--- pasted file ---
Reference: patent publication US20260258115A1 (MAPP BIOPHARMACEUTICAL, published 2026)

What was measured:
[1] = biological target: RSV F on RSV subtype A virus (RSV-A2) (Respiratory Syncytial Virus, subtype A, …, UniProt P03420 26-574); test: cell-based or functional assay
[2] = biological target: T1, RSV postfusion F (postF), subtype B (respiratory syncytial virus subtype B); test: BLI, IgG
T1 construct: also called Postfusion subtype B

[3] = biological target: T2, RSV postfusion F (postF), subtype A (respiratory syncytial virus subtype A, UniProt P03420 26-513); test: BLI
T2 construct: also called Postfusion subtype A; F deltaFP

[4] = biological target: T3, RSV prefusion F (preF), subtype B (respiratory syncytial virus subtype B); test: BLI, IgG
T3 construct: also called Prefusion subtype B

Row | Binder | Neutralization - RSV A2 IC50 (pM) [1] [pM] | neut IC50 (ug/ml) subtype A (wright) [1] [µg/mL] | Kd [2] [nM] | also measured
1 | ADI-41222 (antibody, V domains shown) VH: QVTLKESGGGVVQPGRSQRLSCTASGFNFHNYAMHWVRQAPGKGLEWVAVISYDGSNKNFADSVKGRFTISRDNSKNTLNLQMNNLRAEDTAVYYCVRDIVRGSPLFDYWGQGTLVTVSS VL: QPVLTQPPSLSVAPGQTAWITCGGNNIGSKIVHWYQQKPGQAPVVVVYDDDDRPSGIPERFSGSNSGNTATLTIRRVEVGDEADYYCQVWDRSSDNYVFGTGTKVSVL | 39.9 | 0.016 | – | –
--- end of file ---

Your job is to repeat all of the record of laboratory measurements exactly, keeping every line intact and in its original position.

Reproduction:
Reference: patent publication US20260258115A1 (MAPP BIOPHARMACEUTICAL, published 2026)

What was measured:
[1] = biological target: RSV F on RSV subtype A virus (RSV-A2) (Respiratory Syncytial Virus, subtype A, …, UniProt P03420 26-574); test: cell-based or functional assay
[2] = biological target: T1, RSV postfusion F (postF), subtype B (respiratory syncytial virus subtype B); test: BLI, IgG
T1 construct: also called Postfusion subtype B

[3] = biological target: T2, RSV postfusion F (postF), subtype A (respiratory syncytial virus subtype A, UniProt P03420 26-513); test: BLI
T2 construct: also called Postfusion subtype A; F deltaFP

[4] = biological target: T3, RSV prefusion F (preF), subtype B (respiratory syncytial virus subtype B); test: BLI, IgG
T3 construct: also called Prefusion subtype B

Row | Binder | Neutralization - RSV A2 IC50 (pM) [1] [pM] | neut IC50 (ug/ml) subtype A (wright) [1] [µg/mL] | Kd [2] [nM] | also measured
1 | ADI-41222 (antibody, V domains shown) VH: QVTLKESGGGVVQPGRSQRLSCTASGFNFHNYAMHWVRQAPGKGLEWVAVISYDGSNKNFADSVKGRFTISRDNSKNTLNLQMNNLRAEDTAVYYCVRDIVRGSPLFDYWGQGTLVTVSS VL: QPVLTQPPSLSVAPGQTAWITCGGNNIGSKIVHWYQQKPGQAPVVVVYDDDDRPSGIPERFSGSNSGNTATLTIRRVEVGDEADYYCQVWDRSSDNYVFGTGTKVSVL | 39.9 | 0.016 | – | –